Limits to the Copying of Digital Content: Where We’ve Been and Where We’re Going – by Joseph Laferrera
Before the ubiquity of the Internet, technology prognosticators spoke longingly of “digital convergence” – a future in which computers would be as likely to play music, record a television show or place a phone call as they were to balance a checkbook or print a letter. To a surprising extent, their predictions are coming true. But while technologists may have been well prepared, lawmakers seem to have been caught by surprise. Statutes and legal rulings simply did not anticipate the scope or speed of this sea change, leaving widespread uncertainty about how the law treats digital information.
New Massachusetts Business Corporation Law by Peter Moldave
Massachusetts has enacted a new business corporation law (Chapter 156D) which takes effect on July 1, 2004, replacing Chapter 156B. In general, Massachusetts-incorporated companies are not required to take specific action in order to be compliant with the new law, but may wish to do so in order to take advantage of new flexibility enabled by the change.
New FASB Treatment of Stock Options
The Financial Accounting Standards Board recently circulated an exposure draft of a proposed Statement of Financial Accounting Standards. If adopted, the new standards will dramatically alter the accounting treatment of compensatory stock options. At present, the grant of most stock options results in no accounting charge. Under the new accounting rules, public companies will have to value the options on the date of grant and expense that amount over the vesting period (the “fair value method”).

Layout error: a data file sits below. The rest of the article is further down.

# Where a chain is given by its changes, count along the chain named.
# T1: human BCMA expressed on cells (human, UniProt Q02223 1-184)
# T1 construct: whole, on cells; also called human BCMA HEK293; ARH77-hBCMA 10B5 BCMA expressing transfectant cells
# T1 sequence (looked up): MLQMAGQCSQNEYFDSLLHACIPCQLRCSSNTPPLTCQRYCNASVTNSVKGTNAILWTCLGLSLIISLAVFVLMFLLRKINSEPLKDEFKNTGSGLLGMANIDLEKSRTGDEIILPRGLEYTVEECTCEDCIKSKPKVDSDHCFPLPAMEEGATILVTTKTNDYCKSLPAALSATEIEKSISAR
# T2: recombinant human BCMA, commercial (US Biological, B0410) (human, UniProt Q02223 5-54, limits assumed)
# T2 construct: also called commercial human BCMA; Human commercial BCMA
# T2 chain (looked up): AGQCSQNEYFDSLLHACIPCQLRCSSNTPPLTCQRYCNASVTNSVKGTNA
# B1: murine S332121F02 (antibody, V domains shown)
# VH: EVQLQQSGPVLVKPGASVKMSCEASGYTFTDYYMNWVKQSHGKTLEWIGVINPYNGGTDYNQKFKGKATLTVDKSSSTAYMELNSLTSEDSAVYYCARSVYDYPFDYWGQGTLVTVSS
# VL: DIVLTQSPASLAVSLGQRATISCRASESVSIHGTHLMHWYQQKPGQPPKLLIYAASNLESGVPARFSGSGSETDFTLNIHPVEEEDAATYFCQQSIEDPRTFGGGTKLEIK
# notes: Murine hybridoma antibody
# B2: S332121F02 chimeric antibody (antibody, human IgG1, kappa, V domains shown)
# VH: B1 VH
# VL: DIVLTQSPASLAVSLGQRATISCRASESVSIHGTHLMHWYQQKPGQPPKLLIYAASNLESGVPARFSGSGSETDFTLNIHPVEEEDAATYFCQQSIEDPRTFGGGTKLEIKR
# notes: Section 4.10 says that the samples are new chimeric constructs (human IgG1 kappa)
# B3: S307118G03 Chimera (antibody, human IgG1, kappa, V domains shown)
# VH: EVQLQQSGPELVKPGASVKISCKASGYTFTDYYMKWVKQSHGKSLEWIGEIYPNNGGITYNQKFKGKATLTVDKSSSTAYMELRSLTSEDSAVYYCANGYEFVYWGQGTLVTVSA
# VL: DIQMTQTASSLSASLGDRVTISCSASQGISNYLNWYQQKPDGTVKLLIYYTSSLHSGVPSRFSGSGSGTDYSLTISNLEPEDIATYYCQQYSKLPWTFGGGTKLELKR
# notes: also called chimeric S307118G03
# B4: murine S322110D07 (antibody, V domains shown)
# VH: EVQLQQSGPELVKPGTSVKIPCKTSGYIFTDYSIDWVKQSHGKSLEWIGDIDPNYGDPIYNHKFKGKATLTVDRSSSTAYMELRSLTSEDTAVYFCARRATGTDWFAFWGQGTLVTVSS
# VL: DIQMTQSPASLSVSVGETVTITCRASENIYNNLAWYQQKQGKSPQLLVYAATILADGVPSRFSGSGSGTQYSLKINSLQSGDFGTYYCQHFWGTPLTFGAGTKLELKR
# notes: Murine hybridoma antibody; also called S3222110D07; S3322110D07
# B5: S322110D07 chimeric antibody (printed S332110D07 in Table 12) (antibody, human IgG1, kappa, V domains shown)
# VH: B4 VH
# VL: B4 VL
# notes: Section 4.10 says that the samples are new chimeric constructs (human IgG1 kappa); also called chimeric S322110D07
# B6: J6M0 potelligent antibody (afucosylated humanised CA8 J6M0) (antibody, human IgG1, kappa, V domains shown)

Massachusetts Court Exercises Personal Jurisdiction Based on E-Mails by Lee Gesmer
While there are now many cases where the courts in one state have exercised jurisdiction over an out-of-state defendant based on the publication of an interactive Internet web site, cases involving the exercise of jurisdiction based on e-mail lists are rare. Recently, the Massachusetts federal district court decided that a Texas company that sent its mailings to 8,000 subscribers, including 60 Massachusetts residents, is subject to jurisdiction in a defamation action brought against it in Massachusetts by a Massachusetts company.